It was a quieting day for First Amendment freedom when San Francisco cops and the FBI raided the home and newsroom of freelance journalist Bryan Carmody May 10, 2019, in search of the source of a confidential police report into the Feb. 22, 2019, death of elected San Francisco Public Defender Jeff Adachi. They came armed with a sledgehammer and search warrants.
In March 2020, San Francisco reached a $369,000 settlement to a lawsuit filed August 29, 2019, by Carmody against the city and county. The payout was approved March 31 by the Board of Supervisors, the San Francisco Chronicle reports. In addition, Police Chief William Scott apologized for his department’s handling of the situation and conceded the searches were probably illegal; the warrants did not fully identify Carmody as a journalist, although Carmody had a police press pass for 16 years.
“I knew what they wanted,” Carmody told the Los Angeles Times after the incident. “They wanted the name.” They handcuffed Carmody for six hours while they hauled off notebooks, documents, cameras, phones, computers, and an iPod, according to latimes.com. The eight- to 10-officer squad drew their guns and combed through his belongings before transporting him to his office, which they also searched. Two weeks earlier, cops also stopped by his home seeking the name, even though California’s Shield Law “protects journalists from being bullied by police into revealing confidential sources,” mercurynews.com reports.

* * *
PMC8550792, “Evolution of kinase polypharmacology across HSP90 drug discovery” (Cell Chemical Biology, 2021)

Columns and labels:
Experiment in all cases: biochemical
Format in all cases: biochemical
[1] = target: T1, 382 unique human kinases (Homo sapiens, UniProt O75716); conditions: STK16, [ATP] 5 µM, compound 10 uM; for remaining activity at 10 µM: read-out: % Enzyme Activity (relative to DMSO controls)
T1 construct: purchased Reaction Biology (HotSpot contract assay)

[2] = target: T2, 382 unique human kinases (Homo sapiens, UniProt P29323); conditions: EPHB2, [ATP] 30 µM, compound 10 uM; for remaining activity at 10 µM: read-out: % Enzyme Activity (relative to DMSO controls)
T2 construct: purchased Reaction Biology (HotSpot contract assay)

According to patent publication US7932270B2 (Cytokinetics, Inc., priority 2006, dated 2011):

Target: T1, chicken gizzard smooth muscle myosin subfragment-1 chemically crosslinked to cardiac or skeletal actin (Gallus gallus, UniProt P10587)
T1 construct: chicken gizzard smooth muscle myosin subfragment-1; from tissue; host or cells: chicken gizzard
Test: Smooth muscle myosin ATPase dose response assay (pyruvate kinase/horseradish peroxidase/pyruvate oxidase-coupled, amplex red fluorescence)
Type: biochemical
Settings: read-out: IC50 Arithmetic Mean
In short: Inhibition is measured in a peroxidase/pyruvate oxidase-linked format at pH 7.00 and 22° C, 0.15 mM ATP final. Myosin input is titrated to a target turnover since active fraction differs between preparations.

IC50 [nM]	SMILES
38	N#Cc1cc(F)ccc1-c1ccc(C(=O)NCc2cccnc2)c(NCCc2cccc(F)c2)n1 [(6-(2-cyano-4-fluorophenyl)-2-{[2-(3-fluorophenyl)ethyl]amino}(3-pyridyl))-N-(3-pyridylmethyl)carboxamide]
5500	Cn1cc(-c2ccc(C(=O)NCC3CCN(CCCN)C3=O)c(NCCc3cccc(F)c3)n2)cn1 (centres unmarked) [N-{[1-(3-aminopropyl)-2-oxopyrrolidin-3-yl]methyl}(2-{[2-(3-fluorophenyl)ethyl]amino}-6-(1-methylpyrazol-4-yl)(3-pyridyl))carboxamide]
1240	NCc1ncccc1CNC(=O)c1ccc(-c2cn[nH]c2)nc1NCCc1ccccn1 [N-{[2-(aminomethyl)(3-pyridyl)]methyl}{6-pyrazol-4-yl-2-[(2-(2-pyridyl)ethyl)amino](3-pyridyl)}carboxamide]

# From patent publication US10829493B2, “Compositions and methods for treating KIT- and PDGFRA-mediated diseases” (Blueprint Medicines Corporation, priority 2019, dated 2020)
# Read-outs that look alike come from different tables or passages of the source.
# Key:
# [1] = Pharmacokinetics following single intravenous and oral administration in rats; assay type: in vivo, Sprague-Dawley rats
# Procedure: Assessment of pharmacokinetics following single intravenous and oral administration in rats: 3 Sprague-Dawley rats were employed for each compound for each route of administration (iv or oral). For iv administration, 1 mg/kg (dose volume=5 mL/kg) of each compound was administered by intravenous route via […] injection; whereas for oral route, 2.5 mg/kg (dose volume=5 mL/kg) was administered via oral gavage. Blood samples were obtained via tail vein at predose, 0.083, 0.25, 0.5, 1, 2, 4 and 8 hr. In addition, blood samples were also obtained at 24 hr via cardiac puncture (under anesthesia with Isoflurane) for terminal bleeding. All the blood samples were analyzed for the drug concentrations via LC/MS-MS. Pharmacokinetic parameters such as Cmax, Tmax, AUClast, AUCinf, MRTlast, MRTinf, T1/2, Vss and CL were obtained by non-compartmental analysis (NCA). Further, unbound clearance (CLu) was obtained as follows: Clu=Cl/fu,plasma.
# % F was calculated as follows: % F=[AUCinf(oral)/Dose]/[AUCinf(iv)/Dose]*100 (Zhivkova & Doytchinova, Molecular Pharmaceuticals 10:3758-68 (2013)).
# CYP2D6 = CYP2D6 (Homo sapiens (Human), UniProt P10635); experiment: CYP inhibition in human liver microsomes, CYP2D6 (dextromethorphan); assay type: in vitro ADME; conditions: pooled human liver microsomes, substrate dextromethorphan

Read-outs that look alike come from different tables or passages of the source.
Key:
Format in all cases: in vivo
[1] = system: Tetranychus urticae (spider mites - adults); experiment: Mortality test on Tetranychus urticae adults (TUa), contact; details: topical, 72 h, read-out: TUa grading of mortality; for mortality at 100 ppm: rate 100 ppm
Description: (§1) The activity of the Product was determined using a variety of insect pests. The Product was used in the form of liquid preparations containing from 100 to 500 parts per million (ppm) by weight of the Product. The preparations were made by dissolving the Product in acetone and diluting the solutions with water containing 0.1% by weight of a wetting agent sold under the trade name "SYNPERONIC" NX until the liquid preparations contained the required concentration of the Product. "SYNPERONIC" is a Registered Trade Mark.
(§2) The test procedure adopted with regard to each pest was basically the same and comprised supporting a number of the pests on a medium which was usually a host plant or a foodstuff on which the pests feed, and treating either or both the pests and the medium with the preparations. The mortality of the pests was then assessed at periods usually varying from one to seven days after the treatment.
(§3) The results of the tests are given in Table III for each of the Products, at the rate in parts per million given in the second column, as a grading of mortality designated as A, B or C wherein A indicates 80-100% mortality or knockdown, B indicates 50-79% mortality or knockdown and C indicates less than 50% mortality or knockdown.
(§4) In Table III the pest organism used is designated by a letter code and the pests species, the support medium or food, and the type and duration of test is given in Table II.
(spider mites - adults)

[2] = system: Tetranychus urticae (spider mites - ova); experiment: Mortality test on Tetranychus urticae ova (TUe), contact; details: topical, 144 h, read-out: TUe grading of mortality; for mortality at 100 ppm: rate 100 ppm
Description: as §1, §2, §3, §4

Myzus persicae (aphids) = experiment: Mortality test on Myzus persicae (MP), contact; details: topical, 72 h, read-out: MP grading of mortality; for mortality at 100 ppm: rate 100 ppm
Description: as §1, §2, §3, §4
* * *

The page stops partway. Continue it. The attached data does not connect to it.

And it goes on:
Carmody received the leaked police report on Adachi, which had earlier been the subject of rumor. He provided it and photos to news outlets as a freelance journalist.
San Francisco Chronicle editor-in-chief Audrey Cooper tweeted: “The problem is, you can’t put this egg back together. The police have chilled sources with their actions and also know whatever is in this journalist’s files. The implications are chilling.”
Adachi died of a drug and alcohol overdose, the coroner’s report revealed.
On its website, The Society of Professional Journalists, Northern California condemned the raid, noting “California’s Shield Law protects journalists from being held in contempt for refusing to disclose their sources’ identities and other unpublished/unaired information obtained during the news gathering process (California Constitution, Article I, § 2(b); California Evidence Code § 1070(a)). California Penal Code section 1524(g) provides that ‘no warrant shall issue’ for any item protected by the Shield Law.”
The organization further notes: “An attack on the rights of one journalist is an attack on the rights of all journalists. San Francisco’s wrongful actions against Carmody threaten fundamental journalistic freedoms which are vital to a functioning democracy.”
Sources: missionlocal.org, sfchronicle.com, latimes.com, abc7news.com, spjnorcal.org, mercurynews.com
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